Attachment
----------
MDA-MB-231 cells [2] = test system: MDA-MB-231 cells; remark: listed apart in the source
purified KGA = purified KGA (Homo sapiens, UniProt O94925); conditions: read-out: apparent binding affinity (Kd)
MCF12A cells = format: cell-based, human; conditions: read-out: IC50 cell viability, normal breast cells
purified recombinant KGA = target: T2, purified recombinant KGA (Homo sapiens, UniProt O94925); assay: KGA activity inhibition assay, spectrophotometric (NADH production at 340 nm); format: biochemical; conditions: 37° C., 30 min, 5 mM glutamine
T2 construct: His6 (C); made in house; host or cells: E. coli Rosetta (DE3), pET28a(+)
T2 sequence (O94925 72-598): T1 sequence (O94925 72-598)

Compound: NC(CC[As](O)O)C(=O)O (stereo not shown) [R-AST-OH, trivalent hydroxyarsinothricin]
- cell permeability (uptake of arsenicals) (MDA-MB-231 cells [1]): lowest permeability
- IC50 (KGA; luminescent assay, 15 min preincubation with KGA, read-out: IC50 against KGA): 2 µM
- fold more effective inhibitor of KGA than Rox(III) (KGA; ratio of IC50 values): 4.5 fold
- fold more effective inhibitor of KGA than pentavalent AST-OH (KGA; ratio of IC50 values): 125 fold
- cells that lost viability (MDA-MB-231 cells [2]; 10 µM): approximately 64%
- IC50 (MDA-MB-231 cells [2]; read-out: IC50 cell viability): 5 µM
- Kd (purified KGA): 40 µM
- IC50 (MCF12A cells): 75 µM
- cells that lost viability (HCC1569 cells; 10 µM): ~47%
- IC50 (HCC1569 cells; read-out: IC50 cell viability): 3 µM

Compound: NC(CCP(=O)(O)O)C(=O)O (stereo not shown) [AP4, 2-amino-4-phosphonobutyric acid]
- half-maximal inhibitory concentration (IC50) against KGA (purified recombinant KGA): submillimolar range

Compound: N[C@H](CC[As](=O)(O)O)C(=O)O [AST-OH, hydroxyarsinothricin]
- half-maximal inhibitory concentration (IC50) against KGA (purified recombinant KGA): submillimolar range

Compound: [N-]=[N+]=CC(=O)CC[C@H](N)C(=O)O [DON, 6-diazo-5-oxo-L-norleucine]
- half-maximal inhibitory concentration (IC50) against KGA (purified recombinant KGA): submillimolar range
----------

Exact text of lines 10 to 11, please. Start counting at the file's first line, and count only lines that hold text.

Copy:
- fold more effective inhibitor of KGA than Rox(III) (KGA; ratio of IC50 values): 4.5 fold
- fold more effective inhibitor of KGA than pentavalent AST-OH (KGA; ratio of IC50 values): 125 fold